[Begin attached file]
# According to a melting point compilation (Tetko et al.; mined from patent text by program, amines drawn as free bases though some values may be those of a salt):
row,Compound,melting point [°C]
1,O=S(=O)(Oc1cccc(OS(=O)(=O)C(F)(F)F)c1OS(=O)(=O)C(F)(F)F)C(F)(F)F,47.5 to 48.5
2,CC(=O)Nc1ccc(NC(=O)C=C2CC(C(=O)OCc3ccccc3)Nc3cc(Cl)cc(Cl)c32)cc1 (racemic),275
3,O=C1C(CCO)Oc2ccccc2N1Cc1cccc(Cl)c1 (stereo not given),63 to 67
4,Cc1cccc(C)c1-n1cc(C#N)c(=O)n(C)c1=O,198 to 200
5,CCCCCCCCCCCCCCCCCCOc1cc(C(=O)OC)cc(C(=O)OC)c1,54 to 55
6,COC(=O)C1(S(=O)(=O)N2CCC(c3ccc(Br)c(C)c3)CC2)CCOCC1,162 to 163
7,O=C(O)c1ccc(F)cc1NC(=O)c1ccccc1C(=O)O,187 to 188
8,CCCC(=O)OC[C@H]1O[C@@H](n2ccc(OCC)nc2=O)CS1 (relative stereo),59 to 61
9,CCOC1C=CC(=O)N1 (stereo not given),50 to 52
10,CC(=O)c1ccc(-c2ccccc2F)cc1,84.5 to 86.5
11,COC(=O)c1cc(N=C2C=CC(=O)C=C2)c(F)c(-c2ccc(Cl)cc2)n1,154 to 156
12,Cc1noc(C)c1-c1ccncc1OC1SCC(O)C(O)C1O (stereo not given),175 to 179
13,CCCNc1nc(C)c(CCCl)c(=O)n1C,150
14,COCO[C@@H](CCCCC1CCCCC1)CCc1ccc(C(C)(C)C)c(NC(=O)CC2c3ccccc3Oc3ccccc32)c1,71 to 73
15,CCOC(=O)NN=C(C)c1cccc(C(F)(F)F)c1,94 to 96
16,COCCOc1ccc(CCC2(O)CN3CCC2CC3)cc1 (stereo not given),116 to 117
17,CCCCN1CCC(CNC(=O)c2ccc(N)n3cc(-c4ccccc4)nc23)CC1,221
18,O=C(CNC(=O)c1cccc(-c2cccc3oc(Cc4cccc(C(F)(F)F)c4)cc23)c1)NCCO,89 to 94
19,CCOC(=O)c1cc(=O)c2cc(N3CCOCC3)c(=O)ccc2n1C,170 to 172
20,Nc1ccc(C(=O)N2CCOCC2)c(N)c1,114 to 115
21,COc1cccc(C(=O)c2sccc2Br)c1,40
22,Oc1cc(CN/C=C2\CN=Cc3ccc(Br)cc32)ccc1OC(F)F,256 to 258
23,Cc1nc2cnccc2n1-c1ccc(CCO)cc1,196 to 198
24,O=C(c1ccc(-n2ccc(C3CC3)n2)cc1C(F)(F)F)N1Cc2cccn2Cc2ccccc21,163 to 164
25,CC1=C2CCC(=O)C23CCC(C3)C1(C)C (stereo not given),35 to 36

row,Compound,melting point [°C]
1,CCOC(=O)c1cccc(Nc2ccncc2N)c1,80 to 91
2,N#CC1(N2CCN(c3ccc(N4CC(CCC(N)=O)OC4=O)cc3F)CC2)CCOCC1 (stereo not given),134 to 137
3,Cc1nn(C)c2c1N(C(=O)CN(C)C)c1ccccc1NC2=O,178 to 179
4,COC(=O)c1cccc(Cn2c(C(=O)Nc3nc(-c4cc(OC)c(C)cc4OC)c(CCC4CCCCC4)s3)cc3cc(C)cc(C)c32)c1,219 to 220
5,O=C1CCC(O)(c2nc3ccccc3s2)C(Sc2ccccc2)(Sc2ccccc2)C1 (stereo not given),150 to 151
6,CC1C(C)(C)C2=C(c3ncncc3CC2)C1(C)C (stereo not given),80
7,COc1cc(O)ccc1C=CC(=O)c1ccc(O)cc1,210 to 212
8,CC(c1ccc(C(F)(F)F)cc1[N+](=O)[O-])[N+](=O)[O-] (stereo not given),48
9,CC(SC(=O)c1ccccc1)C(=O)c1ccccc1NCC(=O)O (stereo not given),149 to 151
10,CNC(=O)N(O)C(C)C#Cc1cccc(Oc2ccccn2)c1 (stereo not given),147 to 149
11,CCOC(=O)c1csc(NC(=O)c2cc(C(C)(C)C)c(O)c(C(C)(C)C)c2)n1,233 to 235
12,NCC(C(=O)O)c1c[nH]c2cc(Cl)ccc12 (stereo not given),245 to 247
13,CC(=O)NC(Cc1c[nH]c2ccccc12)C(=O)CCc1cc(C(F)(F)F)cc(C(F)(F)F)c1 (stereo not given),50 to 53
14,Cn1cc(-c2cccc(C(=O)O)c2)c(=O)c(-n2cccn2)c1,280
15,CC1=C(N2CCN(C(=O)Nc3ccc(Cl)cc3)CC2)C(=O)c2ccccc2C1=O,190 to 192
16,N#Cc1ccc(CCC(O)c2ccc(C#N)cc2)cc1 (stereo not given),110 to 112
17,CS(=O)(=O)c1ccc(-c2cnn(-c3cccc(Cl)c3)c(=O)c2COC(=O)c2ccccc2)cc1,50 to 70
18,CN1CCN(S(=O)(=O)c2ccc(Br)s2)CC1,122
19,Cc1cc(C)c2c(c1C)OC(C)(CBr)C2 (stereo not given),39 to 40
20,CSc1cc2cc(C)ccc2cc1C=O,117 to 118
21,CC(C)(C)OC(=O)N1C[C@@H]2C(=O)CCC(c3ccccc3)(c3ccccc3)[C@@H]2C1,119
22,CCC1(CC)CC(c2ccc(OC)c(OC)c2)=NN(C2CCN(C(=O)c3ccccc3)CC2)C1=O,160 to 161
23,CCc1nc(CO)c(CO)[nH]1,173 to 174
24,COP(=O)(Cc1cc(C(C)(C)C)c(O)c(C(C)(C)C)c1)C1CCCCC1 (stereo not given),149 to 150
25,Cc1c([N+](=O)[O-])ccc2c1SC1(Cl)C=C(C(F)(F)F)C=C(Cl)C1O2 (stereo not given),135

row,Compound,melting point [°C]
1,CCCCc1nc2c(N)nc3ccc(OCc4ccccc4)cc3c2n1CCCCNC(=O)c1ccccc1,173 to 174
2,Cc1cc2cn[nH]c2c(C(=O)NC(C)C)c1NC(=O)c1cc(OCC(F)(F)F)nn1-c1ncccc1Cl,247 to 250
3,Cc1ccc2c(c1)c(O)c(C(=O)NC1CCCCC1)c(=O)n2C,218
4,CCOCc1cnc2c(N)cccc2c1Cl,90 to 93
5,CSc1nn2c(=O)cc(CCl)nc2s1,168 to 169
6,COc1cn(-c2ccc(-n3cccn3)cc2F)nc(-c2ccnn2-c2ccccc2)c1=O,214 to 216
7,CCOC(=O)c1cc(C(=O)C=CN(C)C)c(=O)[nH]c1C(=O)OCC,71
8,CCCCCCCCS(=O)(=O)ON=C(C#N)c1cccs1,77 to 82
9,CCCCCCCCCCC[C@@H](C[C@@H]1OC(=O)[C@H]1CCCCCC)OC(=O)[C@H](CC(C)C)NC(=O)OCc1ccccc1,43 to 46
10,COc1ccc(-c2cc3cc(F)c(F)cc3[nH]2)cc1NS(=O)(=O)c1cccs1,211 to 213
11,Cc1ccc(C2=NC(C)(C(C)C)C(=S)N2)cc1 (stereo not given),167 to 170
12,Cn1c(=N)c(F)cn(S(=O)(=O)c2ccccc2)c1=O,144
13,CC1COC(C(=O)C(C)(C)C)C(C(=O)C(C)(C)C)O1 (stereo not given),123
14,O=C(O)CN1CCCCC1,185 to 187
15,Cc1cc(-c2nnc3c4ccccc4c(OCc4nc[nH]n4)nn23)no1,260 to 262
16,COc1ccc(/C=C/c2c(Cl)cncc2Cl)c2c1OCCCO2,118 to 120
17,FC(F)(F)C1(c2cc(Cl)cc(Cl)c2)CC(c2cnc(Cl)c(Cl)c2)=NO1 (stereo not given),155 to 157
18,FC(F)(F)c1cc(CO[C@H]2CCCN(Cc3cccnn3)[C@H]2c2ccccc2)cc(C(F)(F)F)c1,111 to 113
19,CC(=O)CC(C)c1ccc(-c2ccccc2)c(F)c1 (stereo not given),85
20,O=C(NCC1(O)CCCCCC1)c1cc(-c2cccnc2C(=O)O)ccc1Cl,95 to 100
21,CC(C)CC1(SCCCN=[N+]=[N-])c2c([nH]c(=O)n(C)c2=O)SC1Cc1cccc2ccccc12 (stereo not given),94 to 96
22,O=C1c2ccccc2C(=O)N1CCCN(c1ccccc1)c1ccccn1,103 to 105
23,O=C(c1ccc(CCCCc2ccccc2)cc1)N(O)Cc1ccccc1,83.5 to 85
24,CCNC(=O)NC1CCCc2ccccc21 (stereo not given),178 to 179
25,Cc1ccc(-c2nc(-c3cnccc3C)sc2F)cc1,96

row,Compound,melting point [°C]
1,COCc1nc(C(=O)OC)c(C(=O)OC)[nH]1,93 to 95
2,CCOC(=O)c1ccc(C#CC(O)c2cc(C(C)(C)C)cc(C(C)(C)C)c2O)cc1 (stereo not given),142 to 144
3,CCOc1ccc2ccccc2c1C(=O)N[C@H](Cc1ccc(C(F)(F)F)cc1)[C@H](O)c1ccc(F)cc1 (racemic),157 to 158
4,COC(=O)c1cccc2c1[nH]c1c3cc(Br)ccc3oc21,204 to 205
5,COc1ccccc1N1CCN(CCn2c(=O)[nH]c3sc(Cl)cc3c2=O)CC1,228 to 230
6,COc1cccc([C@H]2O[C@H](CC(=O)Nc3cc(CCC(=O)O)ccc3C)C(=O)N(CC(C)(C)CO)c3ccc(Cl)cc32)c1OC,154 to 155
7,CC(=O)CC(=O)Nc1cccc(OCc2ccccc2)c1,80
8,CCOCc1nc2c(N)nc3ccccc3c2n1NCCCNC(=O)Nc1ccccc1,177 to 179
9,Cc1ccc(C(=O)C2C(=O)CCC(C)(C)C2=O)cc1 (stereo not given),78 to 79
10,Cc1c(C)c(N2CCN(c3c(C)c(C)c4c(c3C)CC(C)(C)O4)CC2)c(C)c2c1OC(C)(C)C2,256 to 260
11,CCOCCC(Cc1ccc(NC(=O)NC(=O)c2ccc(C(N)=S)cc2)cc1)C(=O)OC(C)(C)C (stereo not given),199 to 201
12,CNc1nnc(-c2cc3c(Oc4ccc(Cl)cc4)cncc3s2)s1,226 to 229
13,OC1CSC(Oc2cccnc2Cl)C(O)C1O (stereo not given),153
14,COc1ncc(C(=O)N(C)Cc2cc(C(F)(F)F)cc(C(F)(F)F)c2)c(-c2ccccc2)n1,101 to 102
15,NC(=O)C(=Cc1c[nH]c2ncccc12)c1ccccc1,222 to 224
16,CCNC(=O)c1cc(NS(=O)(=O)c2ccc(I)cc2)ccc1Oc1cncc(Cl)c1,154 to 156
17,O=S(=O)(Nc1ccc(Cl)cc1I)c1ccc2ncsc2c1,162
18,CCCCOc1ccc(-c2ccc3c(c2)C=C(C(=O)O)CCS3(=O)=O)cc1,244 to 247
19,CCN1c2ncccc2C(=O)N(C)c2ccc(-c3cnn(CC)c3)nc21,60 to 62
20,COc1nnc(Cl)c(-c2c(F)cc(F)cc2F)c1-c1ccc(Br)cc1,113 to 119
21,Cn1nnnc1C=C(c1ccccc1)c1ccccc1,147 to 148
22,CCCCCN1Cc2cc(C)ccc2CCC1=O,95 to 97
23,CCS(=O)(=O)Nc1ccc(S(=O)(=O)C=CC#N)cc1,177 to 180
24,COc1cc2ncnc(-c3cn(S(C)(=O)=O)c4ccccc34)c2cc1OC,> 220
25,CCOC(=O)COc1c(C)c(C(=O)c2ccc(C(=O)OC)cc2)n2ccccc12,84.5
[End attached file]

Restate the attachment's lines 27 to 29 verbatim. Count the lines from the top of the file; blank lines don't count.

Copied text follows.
25,CC1=C2CCC(=O)C23CCC(C3)C1(C)C (stereo not given),35 to 36

row,Compound,melting point [°C]
1,CCOC(=O)c1cccc(Nc2ccncc2N)c1,80 to 91